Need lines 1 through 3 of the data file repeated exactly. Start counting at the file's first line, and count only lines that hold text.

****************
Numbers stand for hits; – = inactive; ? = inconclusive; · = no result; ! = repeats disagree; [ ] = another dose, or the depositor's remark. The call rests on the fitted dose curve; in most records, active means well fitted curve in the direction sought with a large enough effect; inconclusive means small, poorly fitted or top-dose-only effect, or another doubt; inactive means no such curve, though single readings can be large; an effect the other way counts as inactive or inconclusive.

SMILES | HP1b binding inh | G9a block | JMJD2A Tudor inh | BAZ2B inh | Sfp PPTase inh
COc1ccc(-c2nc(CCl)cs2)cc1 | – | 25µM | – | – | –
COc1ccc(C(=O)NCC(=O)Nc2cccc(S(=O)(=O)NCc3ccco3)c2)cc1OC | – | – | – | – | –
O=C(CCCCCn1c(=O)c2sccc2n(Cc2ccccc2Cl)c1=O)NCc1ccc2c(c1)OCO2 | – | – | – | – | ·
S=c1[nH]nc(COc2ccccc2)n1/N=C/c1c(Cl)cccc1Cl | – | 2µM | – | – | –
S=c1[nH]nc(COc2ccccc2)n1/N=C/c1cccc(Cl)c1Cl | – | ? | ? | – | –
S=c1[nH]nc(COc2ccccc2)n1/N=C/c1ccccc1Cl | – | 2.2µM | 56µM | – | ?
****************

Numbers stand for hits; – = inactive; ? = inconclusive; · = no result; ! = repeats disagree; [ ] = another dose, or the depositor's remark. The call rests on the fitted dose curve; in most records, active means well fitted curve in the direction sought with a large enough effect; inconclusive means small, poorly fitted or top-dose-only effect, or another doubt; inactive means no such curve, though single readings can be large; an effect the other way counts as inactive or inconclusive.

SMILES | HP1b binding inh | G9a block | JMJD2A Tudor inh | BAZ2B inh | Sfp PPTase inh
COc1ccc(-c2nc(CCl)cs2)cc1 | – | 25µM | – | – | –